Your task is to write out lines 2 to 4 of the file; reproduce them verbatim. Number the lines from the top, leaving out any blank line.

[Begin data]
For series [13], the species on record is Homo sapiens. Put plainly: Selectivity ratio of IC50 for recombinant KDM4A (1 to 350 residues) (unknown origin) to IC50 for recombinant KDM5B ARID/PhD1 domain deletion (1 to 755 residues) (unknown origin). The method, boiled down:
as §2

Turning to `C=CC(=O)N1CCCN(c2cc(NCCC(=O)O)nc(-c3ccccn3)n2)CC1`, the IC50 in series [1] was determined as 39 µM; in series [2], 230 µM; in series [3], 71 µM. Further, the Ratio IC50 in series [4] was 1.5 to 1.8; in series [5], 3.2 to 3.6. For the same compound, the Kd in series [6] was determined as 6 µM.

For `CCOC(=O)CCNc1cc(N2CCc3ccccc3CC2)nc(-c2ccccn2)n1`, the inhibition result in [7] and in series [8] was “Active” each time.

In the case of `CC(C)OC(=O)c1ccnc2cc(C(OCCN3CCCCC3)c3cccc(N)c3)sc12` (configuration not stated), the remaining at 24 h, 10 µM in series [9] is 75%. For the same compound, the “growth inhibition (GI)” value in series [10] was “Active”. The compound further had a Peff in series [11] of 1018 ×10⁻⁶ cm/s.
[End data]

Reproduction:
as §2

Turning to `C=CC(=O)N1CCCN(c2cc(NCCC(=O)O)nc(-c3ccccn3)n2)CC1`, the IC50 in series [1] was determined as 39 µM; in series [2], 230 µM; in series [3], 71 µM. Further, the Ratio IC50 in series [4] was 1.5 to 1.8; in series [5], 3.2 to 3.6. For the same compound, the Kd in series [6] was determined as 6 µM.

For `CCOC(=O)CCNc1cc(N2CCc3ccccc3CC2)nc(-c2ccccn2)n1`, the inhibition result in [7] and in series [8] was “Active” each time.